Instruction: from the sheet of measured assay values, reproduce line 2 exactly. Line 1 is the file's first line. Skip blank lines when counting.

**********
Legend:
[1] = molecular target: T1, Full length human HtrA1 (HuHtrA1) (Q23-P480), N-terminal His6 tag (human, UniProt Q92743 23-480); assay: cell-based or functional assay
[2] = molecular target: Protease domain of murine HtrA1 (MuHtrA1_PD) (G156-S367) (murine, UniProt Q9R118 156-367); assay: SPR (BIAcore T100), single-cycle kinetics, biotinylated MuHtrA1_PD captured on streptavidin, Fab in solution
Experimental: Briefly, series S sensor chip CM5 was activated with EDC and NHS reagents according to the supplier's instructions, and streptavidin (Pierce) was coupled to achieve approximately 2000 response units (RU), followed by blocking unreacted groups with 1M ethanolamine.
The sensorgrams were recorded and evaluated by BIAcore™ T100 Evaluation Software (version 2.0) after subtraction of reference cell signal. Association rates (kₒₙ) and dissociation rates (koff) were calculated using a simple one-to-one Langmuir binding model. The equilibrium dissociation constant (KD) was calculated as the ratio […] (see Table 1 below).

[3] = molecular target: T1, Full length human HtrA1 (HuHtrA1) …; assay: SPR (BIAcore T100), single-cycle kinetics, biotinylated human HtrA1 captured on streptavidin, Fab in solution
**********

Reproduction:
[1] = molecular target: T1, Full length human HtrA1 (HuHtrA1) (Q23-P480), N-terminal His6 tag (human, UniProt Q92743 23-480); assay: cell-based or functional assay